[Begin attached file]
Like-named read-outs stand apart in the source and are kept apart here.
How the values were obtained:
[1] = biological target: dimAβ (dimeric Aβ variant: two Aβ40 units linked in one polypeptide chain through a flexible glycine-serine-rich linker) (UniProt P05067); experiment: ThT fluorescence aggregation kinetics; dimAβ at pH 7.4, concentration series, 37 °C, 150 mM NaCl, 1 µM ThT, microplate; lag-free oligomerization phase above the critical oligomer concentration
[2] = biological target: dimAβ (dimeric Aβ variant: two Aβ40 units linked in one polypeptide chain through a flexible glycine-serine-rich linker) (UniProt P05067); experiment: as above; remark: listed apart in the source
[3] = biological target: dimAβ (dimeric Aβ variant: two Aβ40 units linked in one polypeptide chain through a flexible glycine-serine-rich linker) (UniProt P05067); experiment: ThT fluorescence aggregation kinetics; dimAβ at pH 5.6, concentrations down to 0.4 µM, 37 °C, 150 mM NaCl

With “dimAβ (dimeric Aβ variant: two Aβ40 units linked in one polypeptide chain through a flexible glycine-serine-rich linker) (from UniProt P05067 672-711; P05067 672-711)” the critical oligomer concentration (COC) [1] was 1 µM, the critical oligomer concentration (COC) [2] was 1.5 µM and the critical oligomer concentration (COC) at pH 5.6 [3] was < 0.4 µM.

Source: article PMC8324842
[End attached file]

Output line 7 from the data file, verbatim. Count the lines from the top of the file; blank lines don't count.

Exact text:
Source: article PMC8324842